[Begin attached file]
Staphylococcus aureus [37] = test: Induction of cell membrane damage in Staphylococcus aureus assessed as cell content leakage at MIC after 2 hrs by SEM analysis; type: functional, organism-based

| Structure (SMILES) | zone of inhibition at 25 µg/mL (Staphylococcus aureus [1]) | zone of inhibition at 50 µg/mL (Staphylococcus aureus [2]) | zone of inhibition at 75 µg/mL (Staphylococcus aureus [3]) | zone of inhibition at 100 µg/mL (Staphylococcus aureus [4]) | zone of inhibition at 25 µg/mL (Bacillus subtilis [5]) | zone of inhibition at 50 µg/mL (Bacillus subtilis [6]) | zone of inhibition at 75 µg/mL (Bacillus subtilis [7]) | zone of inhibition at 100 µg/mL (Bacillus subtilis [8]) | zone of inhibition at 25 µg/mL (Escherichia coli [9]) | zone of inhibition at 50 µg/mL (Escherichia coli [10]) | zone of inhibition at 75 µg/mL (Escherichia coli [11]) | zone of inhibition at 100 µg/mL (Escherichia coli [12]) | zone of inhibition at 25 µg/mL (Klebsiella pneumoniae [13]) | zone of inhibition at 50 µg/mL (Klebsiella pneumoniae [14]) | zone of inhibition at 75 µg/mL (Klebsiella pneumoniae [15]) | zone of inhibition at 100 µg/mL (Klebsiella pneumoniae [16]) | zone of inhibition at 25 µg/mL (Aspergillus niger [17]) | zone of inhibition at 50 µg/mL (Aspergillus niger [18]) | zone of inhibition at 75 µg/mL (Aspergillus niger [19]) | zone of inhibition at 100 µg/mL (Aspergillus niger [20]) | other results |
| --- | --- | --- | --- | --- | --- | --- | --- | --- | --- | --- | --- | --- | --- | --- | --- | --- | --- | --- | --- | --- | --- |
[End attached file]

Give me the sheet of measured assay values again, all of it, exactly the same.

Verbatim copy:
Staphylococcus aureus [37] = test: Induction of cell membrane damage in Staphylococcus aureus assessed as cell content leakage at MIC after 2 hrs by SEM analysis; type: functional, organism-based

| Structure (SMILES) | zone of inhibition at 25 µg/mL (Staphylococcus aureus [1]) | zone of inhibition at 50 µg/mL (Staphylococcus aureus [2]) | zone of inhibition at 75 µg/mL (Staphylococcus aureus [3]) | zone of inhibition at 100 µg/mL (Staphylococcus aureus [4]) | zone of inhibition at 25 µg/mL (Bacillus subtilis [5]) | zone of inhibition at 50 µg/mL (Bacillus subtilis [6]) | zone of inhibition at 75 µg/mL (Bacillus subtilis [7]) | zone of inhibition at 100 µg/mL (Bacillus subtilis [8]) | zone of inhibition at 25 µg/mL (Escherichia coli [9]) | zone of inhibition at 50 µg/mL (Escherichia coli [10]) | zone of inhibition at 75 µg/mL (Escherichia coli [11]) | zone of inhibition at 100 µg/mL (Escherichia coli [12]) | zone of inhibition at 25 µg/mL (Klebsiella pneumoniae [13]) | zone of inhibition at 50 µg/mL (Klebsiella pneumoniae [14]) | zone of inhibition at 75 µg/mL (Klebsiella pneumoniae [15]) | zone of inhibition at 100 µg/mL (Klebsiella pneumoniae [16]) | zone of inhibition at 25 µg/mL (Aspergillus niger [17]) | zone of inhibition at 50 µg/mL (Aspergillus niger [18]) | zone of inhibition at 75 µg/mL (Aspergillus niger [19]) | zone of inhibition at 100 µg/mL (Aspergillus niger [20]) | other results |
| --- | --- | --- | --- | --- | --- | --- | --- | --- | --- | --- | --- | --- | --- | --- | --- | --- | --- | --- | --- | --- | --- |